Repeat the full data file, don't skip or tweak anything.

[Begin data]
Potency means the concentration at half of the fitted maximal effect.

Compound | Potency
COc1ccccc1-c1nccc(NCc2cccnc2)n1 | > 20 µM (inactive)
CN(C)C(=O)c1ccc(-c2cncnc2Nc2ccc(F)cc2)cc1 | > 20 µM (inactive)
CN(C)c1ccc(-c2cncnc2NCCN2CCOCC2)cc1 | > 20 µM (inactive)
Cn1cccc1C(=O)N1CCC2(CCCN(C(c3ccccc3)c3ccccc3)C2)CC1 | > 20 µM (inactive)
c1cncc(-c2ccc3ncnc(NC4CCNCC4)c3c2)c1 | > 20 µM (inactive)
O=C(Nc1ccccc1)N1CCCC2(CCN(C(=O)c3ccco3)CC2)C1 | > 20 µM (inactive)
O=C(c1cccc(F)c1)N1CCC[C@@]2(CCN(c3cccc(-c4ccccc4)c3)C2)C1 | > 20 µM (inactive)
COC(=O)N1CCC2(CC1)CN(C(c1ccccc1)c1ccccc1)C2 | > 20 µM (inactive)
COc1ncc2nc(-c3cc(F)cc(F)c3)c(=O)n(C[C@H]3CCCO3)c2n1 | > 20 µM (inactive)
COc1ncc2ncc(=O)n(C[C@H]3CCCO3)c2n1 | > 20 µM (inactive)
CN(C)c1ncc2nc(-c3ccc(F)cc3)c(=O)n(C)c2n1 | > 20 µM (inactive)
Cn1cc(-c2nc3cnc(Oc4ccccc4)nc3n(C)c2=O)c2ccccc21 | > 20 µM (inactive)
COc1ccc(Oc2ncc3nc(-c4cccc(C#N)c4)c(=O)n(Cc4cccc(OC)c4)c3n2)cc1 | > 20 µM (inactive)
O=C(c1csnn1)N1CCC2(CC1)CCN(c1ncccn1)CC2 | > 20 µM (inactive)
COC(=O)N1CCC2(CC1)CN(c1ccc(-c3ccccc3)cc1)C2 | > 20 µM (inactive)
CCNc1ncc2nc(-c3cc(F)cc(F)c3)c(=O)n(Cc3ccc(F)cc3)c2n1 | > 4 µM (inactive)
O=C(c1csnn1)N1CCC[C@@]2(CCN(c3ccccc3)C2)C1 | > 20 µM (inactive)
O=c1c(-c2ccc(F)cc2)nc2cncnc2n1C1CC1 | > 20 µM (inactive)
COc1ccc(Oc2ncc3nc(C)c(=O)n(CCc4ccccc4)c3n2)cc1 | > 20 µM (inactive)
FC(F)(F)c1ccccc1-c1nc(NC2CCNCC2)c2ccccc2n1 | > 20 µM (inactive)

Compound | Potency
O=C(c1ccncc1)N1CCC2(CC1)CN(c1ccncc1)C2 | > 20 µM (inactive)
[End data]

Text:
Potency means the concentration at half of the fitted maximal effect.

Compound | Potency
COc1ccccc1-c1nccc(NCc2cccnc2)n1 | > 20 µM (inactive)
CN(C)C(=O)c1ccc(-c2cncnc2Nc2ccc(F)cc2)cc1 | > 20 µM (inactive)
CN(C)c1ccc(-c2cncnc2NCCN2CCOCC2)cc1 | > 20 µM (inactive)
Cn1cccc1C(=O)N1CCC2(CCCN(C(c3ccccc3)c3ccccc3)C2)CC1 | > 20 µM (inactive)
c1cncc(-c2ccc3ncnc(NC4CCNCC4)c3c2)c1 | > 20 µM (inactive)
O=C(Nc1ccccc1)N1CCCC2(CCN(C(=O)c3ccco3)CC2)C1 | > 20 µM (inactive)
O=C(c1cccc(F)c1)N1CCC[C@@]2(CCN(c3cccc(-c4ccccc4)c3)C2)C1 | > 20 µM (inactive)
COC(=O)N1CCC2(CC1)CN(C(c1ccccc1)c1ccccc1)C2 | > 20 µM (inactive)
COc1ncc2nc(-c3cc(F)cc(F)c3)c(=O)n(C[C@H]3CCCO3)c2n1 | > 20 µM (inactive)
COc1ncc2ncc(=O)n(C[C@H]3CCCO3)c2n1 | > 20 µM (inactive)
CN(C)c1ncc2nc(-c3ccc(F)cc3)c(=O)n(C)c2n1 | > 20 µM (inactive)
Cn1cc(-c2nc3cnc(Oc4ccccc4)nc3n(C)c2=O)c2ccccc21 | > 20 µM (inactive)
COc1ccc(Oc2ncc3nc(-c4cccc(C#N)c4)c(=O)n(Cc4cccc(OC)c4)c3n2)cc1 | > 20 µM (inactive)
O=C(c1csnn1)N1CCC2(CC1)CCN(c1ncccn1)CC2 | > 20 µM (inactive)
COC(=O)N1CCC2(CC1)CN(c1ccc(-c3ccccc3)cc1)C2 | > 20 µM (inactive)
CCNc1ncc2nc(-c3cc(F)cc(F)c3)c(=O)n(Cc3ccc(F)cc3)c2n1 | > 4 µM (inactive)
O=C(c1csnn1)N1CCC[C@@]2(CCN(c3ccccc3)C2)C1 | > 20 µM (inactive)
O=c1c(-c2ccc(F)cc2)nc2cncnc2n1C1CC1 | > 20 µM (inactive)
COc1ccc(Oc2ncc3nc(C)c(=O)n(CCc4ccccc4)c3n2)cc1 | > 20 µM (inactive)
FC(F)(F)c1ccccc1-c1nc(NC2CCNCC2)c2ccccc2n1 | > 20 µM (inactive)

Compound | Potency
O=C(c1ccncc1)N1CCC2(CC1)CN(c1ccncc1)C2 | > 20 µM (inactive)